In 2009, I said goodbye to my grandmother, who passed away after suffering for years from Alzheimer’s disease. In my hometown, we have this tradition where the deceased’s coffin is taken by the funeral car to the most important places in the deceased’s life. That usually means places like home, one’s workplace, one’s wedding venue, and for my grandmother, the place she spent almost the last ten years of her life, her nursing home. As close relatives, my family was driving behind the funeral car, and as we turned into the street where the nursing home was, I saw one of the most touchings scenes in my life. In front of the tall building, seven nurses that cared for grandmother were all sobbing and crying. Even though my grandmother had not been able to speak or communicate with those nurses and had been in bed for years and years, she was not just a number in a patient chart but a fellow human being whose passing was worthy of tears.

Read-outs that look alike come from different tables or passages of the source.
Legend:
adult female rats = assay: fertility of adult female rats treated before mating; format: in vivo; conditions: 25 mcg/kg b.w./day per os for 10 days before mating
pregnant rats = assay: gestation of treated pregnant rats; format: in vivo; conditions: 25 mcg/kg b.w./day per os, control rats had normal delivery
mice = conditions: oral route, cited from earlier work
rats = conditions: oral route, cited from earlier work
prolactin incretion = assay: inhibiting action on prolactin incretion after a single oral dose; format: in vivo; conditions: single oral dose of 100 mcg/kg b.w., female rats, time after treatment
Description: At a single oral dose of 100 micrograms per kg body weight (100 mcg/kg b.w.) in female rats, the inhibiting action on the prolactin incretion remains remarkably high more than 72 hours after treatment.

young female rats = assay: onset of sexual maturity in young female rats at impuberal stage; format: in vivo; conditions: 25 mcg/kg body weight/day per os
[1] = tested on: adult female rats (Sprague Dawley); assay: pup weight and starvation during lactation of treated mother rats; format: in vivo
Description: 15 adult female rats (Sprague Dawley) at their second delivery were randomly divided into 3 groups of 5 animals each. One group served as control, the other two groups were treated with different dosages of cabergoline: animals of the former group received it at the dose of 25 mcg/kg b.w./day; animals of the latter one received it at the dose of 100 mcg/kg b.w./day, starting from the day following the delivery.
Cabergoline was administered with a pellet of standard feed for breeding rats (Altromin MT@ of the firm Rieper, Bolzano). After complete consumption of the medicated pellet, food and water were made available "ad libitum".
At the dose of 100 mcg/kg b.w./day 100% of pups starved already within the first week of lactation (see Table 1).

What I think I saw on that day was a glimpse of our shared humanity. It is that humanity that we need to keep alive in medical and caring fields. It is for this reason that I think we must work hard to provide our helpers, physicians, and nurses, dignified work environments that are not full of shame and humiliation.
I am currently undertaking my PhD research at the University of Lapland, Finland. I aim to pursue an understanding of the systems and dialogues that humiliate or cause shame in healthcare work settings.
Davidoff, F. (2002). Shame: the elephant in the room. BMJ, 324, 623-624.
Gibson, M. (2016). Constructing pride, shame and humiliation as a mechanism of control: A case study of an English local authority child protection service. Children & Youth Services Review, 70, 120-128.
Gibson, M. (2019). The role of pride, shame, guilt and humiliation in social work service organizations: A conceptual framework from qualitative case study. Journal of Social Service Research, 45(1), 112-128,
Jarvis, L. (2016). Shame and institutional stability – or – change in healthcare. Institutional Journal of Sociology and Social Policy, 36(3/4), 173-189.
Lazare, A. (1987). Shame and humiliation in the medical encounter. Arch Intern Med, 147(9), 1653-1658.